• WARNING: Tube/Valve amplifiers use potentially LETHAL HIGH VOLTAGES.
    Building, troubleshooting and testing of these amplifiers should only be
    performed by someone who is thoroughly familiar with
    the safety precautions around high voltages.

Outside the Box- Part lll, Twin Coupled Amp

This project was originally published in the Volume 35, Issue 8 of AudioXpress magazine in August of 2004. It describes a high fidelity vacuum tube amplifier based on work done by Norman Crowhurst in the late 1950s. The circuit appears to be somewhat involved, but a closer look will reveal all. The primary object is to show what is possible with off the shelf parts & at reasonable cost.

A follow on article appeared later in the Volume 36, Issue 9 of AudioXpress magazine in September 2005.

In its present form the amplifier clips at 37 watts. The circuit is easily scaleable for more power.
 

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I rather like the Twin Coupled approach for making good use of the OT(s). All windings are engaged with the coupling caps in place. Effectively doubles the # of winding interleaves and uses all windings simultaneously. 4 leakage inductances paralleled, yielding 1/4 the Lleak. 2X the distr. capacitance however. If one of the OTs is flipped phase wise, then the total internal windings will be symmetrical also.

What do you think of this lower %CFB variant:
 

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I rather like the Twin Coupled approach for making good use of the OT(s). All windings are engaged with the coupling caps in place. Effectively doubles the # of winding interleaves and uses all windings simultaneously. 4 leakage inductances paralleled, yielding 1/4 the Lleak. 2X the distr. capacitance however. If one of the OTs is flipped phase wise, then the total internal windings will be symmetrical also.

What do you think of this lower %CFB variant:

As it turns out, one of the OPTs in my vers. is flipped in order to equalize the stray Cs. Otherwise the performance of the amp is badly compromised. Has anyone bread boarded the 'Ellipse'? Strange looking beast, might be interesting to try.:)

I did some things beyond what Crowhurst had published altho I'm sure he could teach all of us a lesson & much more. To begin, I tried to use all 'off the shelf' parts. Nothing boutique & otherwise exotic.
Except for function I did not select tubes at all.

Right away finding OPTs with the proper ratio is next to impossible. For those who have looked at Crowhurst's original you will find his OPT secondaries are paralleled, mine are in series. Crowhurst had purpose built OPTs. I did not. One result is a rather low DF, about the same as triodes without NFB.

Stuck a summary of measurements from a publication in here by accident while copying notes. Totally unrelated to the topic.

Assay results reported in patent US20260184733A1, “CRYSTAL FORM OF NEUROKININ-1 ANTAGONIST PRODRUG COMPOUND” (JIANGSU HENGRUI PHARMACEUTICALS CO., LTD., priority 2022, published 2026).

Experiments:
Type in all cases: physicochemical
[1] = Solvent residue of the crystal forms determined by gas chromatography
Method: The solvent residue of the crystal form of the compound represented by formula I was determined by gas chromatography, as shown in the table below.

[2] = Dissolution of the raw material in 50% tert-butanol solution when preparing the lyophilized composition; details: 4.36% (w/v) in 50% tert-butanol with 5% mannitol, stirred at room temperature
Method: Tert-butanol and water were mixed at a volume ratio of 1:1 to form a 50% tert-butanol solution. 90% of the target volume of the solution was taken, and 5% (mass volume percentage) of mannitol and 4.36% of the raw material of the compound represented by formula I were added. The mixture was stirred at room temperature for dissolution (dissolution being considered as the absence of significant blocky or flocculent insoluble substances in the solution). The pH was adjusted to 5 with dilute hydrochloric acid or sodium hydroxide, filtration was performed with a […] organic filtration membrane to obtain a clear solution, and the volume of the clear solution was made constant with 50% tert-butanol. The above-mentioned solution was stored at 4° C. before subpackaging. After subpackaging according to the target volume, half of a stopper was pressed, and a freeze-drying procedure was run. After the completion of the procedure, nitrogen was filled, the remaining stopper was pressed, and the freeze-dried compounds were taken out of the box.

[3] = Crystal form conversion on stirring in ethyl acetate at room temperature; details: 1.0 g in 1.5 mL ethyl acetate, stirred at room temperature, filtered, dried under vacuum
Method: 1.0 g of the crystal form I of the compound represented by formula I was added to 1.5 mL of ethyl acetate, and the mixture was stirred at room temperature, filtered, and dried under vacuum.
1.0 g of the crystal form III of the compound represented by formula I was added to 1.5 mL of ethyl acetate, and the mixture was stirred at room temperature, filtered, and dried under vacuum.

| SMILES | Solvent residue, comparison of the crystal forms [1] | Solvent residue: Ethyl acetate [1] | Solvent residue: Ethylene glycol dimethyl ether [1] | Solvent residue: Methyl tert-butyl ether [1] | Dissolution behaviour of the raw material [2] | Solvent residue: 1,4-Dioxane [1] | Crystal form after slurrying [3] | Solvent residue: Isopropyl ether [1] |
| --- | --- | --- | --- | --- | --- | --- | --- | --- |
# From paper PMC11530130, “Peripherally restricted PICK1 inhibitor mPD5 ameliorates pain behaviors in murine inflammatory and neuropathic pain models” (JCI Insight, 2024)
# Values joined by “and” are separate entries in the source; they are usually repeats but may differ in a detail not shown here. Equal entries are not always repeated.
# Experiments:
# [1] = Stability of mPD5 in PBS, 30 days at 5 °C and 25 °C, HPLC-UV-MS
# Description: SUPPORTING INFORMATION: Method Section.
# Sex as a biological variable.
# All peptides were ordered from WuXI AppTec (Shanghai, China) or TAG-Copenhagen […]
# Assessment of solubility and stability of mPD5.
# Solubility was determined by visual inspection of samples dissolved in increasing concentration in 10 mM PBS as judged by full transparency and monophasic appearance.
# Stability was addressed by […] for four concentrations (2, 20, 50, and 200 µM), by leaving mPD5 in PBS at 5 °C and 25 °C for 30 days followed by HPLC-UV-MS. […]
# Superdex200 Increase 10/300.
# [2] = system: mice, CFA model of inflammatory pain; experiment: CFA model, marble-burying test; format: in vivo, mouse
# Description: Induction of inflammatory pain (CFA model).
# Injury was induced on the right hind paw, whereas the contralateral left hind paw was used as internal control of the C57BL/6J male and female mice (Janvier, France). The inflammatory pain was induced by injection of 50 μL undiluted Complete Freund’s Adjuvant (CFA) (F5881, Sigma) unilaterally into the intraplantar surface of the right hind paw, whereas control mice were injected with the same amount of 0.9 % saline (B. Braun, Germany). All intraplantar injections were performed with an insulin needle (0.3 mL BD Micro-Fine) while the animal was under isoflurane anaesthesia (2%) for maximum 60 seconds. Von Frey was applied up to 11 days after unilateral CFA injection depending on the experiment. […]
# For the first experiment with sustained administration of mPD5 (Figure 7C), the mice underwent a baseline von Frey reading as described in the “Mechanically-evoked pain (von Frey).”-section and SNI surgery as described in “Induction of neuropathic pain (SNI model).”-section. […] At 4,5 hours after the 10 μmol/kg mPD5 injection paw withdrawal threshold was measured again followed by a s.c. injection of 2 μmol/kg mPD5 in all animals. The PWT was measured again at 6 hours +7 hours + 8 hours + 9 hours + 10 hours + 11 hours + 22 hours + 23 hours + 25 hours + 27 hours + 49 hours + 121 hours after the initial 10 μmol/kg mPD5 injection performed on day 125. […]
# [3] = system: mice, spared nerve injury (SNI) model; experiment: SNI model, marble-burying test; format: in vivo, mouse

The Hammond 125E OPTs are replacement type universals rated for 15W. At the time the price was right. Not so much now.

I included an optional differential front end so that if connected PP it would have good CMR & CMT. I will try to find the numbers for the curious.

Look carefully at the output section. It is running as pentodes with higher plate volts than screen. This results in more output power.

I had been curious for some time how tubes of 6BK7/6BQ7/6BZ7 family would compare as voltage amplifiers & drivers to those we normally use in audio. These are all available on the NOS market at very good prices. In order to make a comparison using this amplifier as a test set I wired up a pair of adapters so that tubes of this family could be plugged straight in. The octal plugs are made by Amphenol. Refer to the 6BQ7 Family Adaptors Photo.
One of the adapters is wired so that each element of the tube simply goes to it’s corresponding connection in the octal socket on the chassis. This adapter & tube substitutes for the 6SL7GT. Since these tubes have a somewhat higher mu than the 6SN7GTB I put a 2.2K resistor in series with each of the cathode leads on the other adapter. That reduced the gain of the other 6BQ7 in test to about the same as the 6SN7GTB that it replaced. It also provided a degree of linearization of the 6BQ7 characteristic in order to reduce distortion.

To prevent parasitic oscillation I also installed 1K, ½ watt resistors in all of the grid leads on the adapters. Refer to the test results which are better than I had anticipated.

For a comparative set of distortion results refer to Table A. From these the BQ7 family compares very well with the very expensive octals favored by the audiophools.


I like an HT switch. In order to prevent cathode stripping of the 6LU8s I put in slow ramp up of the HT in the PS.

The measurement results are by HP 334A & Picotech ADC-216 (16 bit)
And
Metrahit 29S Precision RMS DMM & Power Meter:)
The sources are HP 200CD &
GW GAG-810